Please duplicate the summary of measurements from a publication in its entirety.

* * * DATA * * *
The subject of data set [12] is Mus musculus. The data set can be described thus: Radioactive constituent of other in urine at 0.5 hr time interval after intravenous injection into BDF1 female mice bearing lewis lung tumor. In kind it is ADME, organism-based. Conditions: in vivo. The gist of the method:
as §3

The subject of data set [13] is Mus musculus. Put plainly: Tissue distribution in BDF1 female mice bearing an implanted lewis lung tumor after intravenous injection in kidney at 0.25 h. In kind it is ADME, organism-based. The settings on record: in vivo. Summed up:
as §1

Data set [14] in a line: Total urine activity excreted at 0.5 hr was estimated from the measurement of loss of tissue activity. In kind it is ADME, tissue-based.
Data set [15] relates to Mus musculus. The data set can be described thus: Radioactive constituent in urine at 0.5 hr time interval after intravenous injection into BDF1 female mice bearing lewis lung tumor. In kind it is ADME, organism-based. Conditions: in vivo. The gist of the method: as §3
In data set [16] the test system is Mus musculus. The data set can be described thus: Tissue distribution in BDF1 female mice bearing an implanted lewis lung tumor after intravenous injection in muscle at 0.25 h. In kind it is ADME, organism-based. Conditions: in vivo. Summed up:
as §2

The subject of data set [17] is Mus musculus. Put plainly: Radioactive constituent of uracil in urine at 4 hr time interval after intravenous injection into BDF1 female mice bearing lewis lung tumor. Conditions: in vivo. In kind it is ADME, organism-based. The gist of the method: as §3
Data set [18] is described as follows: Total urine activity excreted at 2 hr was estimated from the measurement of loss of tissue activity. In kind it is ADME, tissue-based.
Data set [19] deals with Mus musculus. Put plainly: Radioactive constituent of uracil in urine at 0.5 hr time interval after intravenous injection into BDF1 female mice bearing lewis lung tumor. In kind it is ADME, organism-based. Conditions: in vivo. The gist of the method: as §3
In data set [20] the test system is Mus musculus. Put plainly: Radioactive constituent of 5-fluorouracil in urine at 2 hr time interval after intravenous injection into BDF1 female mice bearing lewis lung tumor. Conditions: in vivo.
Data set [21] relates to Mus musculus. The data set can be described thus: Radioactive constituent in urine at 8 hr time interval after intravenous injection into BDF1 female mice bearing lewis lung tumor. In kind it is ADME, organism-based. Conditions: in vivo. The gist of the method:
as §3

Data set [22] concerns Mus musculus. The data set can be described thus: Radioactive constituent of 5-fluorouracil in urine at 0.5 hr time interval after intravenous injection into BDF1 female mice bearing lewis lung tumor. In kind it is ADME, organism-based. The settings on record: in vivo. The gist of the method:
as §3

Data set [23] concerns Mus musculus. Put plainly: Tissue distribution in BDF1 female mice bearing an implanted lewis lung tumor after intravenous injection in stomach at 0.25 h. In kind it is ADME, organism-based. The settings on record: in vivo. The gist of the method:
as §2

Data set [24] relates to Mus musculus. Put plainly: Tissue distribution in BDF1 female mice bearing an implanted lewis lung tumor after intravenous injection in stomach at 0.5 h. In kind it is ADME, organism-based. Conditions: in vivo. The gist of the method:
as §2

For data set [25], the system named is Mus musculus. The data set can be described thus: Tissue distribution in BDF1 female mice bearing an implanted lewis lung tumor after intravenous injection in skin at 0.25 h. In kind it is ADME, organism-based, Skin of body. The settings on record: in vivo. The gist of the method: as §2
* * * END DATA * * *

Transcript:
The subject of data set [12] is Mus musculus. The data set can be described thus: Radioactive constituent of other in urine at 0.5 hr time interval after intravenous injection into BDF1 female mice bearing lewis lung tumor. In kind it is ADME, organism-based. Conditions: in vivo. The gist of the method:
as §3

The subject of data set [13] is Mus musculus. Put plainly: Tissue distribution in BDF1 female mice bearing an implanted lewis lung tumor after intravenous injection in kidney at 0.25 h. In kind it is ADME, organism-based. The settings on record: in vivo. Summed up:
as §1

Data set [14] in a line: Total urine activity excreted at 0.5 hr was estimated from the measurement of loss of tissue activity. In kind it is ADME, tissue-based.
Data set [15] relates to Mus musculus. The data set can be described thus: Radioactive constituent in urine at 0.5 hr time interval after intravenous injection into BDF1 female mice bearing lewis lung tumor. In kind it is ADME, organism-based. Conditions: in vivo. The gist of the method: as §3
In data set [16] the test system is Mus musculus. The data set can be described thus: Tissue distribution in BDF1 female mice bearing an implanted lewis lung tumor after intravenous injection in muscle at 0.25 h. In kind it is ADME, organism-based. Conditions: in vivo. Summed up:
as §2

The subject of data set [17] is Mus musculus. Put plainly: Radioactive constituent of uracil in urine at 4 hr time interval after intravenous injection into BDF1 female mice bearing lewis lung tumor. Conditions: in vivo. In kind it is ADME, organism-based. The gist of the method: as §3
Data set [18] is described as follows: Total urine activity excreted at 2 hr was estimated from the measurement of loss of tissue activity. In kind it is ADME, tissue-based.
Data set [19] deals with Mus musculus. Put plainly: Radioactive constituent of uracil in urine at 0.5 hr time interval after intravenous injection into BDF1 female mice bearing lewis lung tumor. In kind it is ADME, organism-based. Conditions: in vivo. The gist of the method: as §3
In data set [20] the test system is Mus musculus. Put plainly: Radioactive constituent of 5-fluorouracil in urine at 2 hr time interval after intravenous injection into BDF1 female mice bearing lewis lung tumor. Conditions: in vivo.
Data set [21] relates to Mus musculus. The data set can be described thus: Radioactive constituent in urine at 8 hr time interval after intravenous injection into BDF1 female mice bearing lewis lung tumor. In kind it is ADME, organism-based. Conditions: in vivo. The gist of the method:
as §3

Data set [22] concerns Mus musculus. The data set can be described thus: Radioactive constituent of 5-fluorouracil in urine at 0.5 hr time interval after intravenous injection into BDF1 female mice bearing lewis lung tumor. In kind it is ADME, organism-based. The settings on record: in vivo. The gist of the method:
as §3

Data set [23] concerns Mus musculus. Put plainly: Tissue distribution in BDF1 female mice bearing an implanted lewis lung tumor after intravenous injection in stomach at 0.25 h. In kind it is ADME, organism-based. The settings on record: in vivo. The gist of the method:
as §2

Data set [24] relates to Mus musculus. Put plainly: Tissue distribution in BDF1 female mice bearing an implanted lewis lung tumor after intravenous injection in stomach at 0.5 h. In kind it is ADME, organism-based. Conditions: in vivo. The gist of the method:
as §2

For data set [25], the system named is Mus musculus. The data set can be described thus: Tissue distribution in BDF1 female mice bearing an implanted lewis lung tumor after intravenous injection in skin at 0.25 h. In kind it is ADME, organism-based, Skin of body. The settings on record: in vivo. The gist of the method: as §2